HI Gabriel and thanks. It is vey nice that instructors at GMC give suggestions on every aspect of learning and not only on their own lesson and I really appreciate this.

Regarding your question; for rhythm/chords lessons my teacher pick up a song, gave my the chords progression and a basic rhythm. Then I practice the song using big open chords or "usual" bar chords against a backing track. Once I know well the progression and internalize the rhythm the fun begins. I have to play the song using small voicing chords, triads and/or inversions, up to the guitar neck. Then from the small voicing I add embellishment Hendrix style. At the end I put all together playing against the original record. I need a lot of time but a big satisfaction at the end of the process.

After all this I should be able to play Beginner lessons here at GMC but I still struggle with them mad.gif

Once again thanks,
Carmine

This post has been edited by Carmine Marotta: Jul 7 2014, 07:38 PM
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Gabriel Leopardi
post Jul 8 2014, 04:22 AM
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QUOTE (Carmine Marotta @ Jul 7 2014, 03:36 PM) *
HI Gabriel and thanks. It is vey nice that instructors at GMC give suggestions on every aspect of learning and not only on their own lesson and I really appreciate this.

Regarding your question; for rhythm/chords lessons my teacher pick up a song, gave my the chords progression and a basic rhythm. Then I practice the song using big open chords or "usual" bar chords against a backing track. Once I know well the progression and internalize the rhythm the fun begins. I have to play the song using small voicing chords, triads and/or inversions, up to the guitar neck. Then from the small voicing I add embellishment Hendrix style. At the end I put all together playing against the original record. I need a lot of time but a big satisfaction at the end of the process.

After all this I should be able to play Beginner lessons here at GMC but I still struggle with them mad.gif

Once again thanks,
Carmine



That's really cool Carmine! It's a very complete workout for learning songs. However, I'm confused. That workout that includes chords, triads, small voicing, seems to be advanced. Which beginner's corner lessons are giving you problems?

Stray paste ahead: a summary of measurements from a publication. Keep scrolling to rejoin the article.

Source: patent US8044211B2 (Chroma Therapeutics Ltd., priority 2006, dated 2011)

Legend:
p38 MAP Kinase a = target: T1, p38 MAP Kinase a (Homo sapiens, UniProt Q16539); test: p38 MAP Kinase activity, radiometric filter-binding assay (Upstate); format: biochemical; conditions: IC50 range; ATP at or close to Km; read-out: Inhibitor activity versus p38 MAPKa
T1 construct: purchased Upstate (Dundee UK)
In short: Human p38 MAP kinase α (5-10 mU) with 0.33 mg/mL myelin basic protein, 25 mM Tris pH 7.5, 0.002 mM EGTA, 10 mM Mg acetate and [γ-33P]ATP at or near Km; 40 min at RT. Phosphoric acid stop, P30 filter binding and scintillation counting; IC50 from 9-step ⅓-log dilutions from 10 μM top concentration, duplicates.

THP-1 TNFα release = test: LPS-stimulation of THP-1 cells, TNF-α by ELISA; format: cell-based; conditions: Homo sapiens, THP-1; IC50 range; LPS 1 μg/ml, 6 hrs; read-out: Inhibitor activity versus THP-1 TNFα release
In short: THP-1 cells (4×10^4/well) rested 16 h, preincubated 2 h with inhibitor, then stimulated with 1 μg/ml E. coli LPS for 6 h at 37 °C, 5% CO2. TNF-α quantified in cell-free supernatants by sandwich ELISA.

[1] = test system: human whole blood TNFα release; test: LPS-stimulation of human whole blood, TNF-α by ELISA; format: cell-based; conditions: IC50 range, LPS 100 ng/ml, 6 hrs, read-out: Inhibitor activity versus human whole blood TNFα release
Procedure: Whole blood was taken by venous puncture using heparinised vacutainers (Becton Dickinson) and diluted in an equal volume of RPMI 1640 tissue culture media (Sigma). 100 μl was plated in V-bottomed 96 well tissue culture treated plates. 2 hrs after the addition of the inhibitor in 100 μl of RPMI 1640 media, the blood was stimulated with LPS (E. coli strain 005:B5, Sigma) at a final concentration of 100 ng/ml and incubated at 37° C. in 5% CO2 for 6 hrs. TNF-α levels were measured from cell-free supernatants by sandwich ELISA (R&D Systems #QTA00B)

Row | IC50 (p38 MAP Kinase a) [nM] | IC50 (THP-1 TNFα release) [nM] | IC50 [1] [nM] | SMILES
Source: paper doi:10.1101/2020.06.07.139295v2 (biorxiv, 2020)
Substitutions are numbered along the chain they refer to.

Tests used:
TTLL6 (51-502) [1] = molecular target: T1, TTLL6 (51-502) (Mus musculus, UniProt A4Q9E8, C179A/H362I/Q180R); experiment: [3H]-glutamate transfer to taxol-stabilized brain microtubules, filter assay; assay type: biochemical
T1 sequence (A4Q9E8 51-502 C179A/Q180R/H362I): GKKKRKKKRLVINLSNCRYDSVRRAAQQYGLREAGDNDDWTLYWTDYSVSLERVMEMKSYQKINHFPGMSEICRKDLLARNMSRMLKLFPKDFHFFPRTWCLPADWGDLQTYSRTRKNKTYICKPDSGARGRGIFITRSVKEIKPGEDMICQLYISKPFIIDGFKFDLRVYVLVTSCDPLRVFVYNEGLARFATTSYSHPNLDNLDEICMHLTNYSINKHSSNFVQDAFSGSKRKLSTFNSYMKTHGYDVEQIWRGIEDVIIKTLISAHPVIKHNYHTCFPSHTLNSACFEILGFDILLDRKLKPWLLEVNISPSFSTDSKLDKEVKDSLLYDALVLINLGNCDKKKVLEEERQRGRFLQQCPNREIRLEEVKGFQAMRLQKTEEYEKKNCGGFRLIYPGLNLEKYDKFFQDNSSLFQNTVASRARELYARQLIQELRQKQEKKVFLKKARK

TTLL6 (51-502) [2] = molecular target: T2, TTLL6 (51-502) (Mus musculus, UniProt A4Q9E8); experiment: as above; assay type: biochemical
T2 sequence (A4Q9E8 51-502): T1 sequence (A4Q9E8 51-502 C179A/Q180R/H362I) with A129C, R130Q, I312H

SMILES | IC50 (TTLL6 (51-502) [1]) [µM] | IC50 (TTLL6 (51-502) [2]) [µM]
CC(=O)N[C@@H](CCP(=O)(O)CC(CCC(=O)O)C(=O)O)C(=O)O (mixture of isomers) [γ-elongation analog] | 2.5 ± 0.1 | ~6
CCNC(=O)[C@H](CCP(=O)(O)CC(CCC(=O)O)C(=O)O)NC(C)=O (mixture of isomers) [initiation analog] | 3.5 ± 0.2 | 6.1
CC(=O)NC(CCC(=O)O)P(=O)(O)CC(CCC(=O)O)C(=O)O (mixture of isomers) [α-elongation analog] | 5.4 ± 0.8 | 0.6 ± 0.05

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Cosmin Lupu
post Jul 8 2014, 09:06 AM
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QUOTE (Gabriel Leopardi @ Jul 8 2014, 03:22 AM) *
That's really cool Carmine! It's a very complete workout for learning songs. However, I'm confused. That workout that includes chords, triads, small voicing, seems to be advanced. Which beginner's corner lessons are giving you problems?


I am curious in respect to the same thing smile.gif Your drills outside GMC seem to be far more complex and difficult. Is it the fact that you are learning songs you know bringing more satisfaction? GMC lessons will prove valuable instruments in your full song learning process, as they encompass techniques and musical elements that are found in a lot of songs.

All the best, man smile.gif

Cosmin


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Carmine Marotta
post Jul 8 2014, 02:04 PM
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Cosmin, Gab,
I am puzzled by this as well.

Carmine
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Cosmin Lupu
post Jul 8 2014, 03:04 PM
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QUOTE (Carmine Marotta @ Jul 8 2014, 01:04 PM) *
Cosmin, Gab,
I am puzzled by this as well.

Carmine


I think it's the instant gratification thing smile.gif Usually, we like to learn fast and know how to play something after we have learned a certain piece or so. Maybe learning songs has that effect on you - I think it's all a matter of becoming conscious of the process of learning and what it really means.

New info -> understanding -> learning-> assimilating-> reproducing-> using into a context

I think you want to jump to fast at the final level and when it's not that easy, you feel a bit drawn back. Am I wrong? It's just an assumption, as I am trying to figure out how to help you better smile.gif Please let me know wink.gif


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Carmine Marotta
post Jul 8 2014, 03:43 PM
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I guess that I can not play songs note by note and there is a lot of individuality in there, while lessons should be played like they are